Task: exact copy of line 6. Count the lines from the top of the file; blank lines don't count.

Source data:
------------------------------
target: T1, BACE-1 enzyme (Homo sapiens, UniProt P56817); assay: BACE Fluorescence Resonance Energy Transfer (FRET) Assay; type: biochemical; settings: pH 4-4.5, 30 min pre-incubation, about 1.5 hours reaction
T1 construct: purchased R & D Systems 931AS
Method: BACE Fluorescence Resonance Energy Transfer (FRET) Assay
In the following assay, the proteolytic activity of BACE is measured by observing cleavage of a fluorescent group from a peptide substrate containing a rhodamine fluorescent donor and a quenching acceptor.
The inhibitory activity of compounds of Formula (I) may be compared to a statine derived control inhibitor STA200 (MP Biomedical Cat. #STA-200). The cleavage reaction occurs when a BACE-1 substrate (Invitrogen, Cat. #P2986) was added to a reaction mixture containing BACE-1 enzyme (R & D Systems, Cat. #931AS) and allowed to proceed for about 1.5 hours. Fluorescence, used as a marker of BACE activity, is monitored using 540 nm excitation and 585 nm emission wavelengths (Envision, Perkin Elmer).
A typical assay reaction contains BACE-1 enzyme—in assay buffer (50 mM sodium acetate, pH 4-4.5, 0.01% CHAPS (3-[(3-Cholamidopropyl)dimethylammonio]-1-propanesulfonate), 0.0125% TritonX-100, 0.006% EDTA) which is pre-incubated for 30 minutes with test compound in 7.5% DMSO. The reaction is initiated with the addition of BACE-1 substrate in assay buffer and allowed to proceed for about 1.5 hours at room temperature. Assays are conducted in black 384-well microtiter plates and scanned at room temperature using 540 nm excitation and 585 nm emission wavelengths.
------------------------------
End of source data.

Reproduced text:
A typical assay reaction contains BACE-1 enzyme—in assay buffer (50 mM sodium acetate, pH 4-4.5, 0.01% CHAPS (3-[(3-Cholamidopropyl)dimethylammonio]-1-propanesulfonate), 0.0125% TritonX-100, 0.006% EDTA) which is pre-incubated for 30 minutes with test compound in 7.5% DMSO. The reaction is initiated with the addition of BACE-1 substrate in assay buffer and allowed to proceed for about 1.5 hours at room temperature. Assays are conducted in black 384-well microtiter plates and scanned at room temperature using 540 nm excitation and 585 nm emission wavelengths.